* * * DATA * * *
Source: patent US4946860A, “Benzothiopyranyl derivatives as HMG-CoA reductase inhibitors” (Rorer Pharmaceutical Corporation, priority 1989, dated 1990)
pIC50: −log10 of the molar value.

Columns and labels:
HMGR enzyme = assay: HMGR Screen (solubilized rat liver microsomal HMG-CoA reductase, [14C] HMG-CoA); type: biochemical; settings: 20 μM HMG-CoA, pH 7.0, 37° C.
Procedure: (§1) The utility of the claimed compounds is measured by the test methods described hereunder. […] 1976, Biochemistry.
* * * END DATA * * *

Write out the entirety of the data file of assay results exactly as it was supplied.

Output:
Source: patent US4946860A, “Benzothiopyranyl derivatives as HMG-CoA reductase inhibitors” (Rorer Pharmaceutical Corporation, priority 1989, dated 1990)
pIC50: −log10 of the molar value.

Columns and labels:
HMGR enzyme = assay: HMGR Screen (solubilized rat liver microsomal HMG-CoA reductase, [14C] HMG-CoA); type: biochemical; settings: 20 μM HMG-CoA, pH 7.0, 37° C.
Procedure: (§1) The utility of the claimed compounds is measured by the test methods described hereunder. […] 1976, Biochemistry.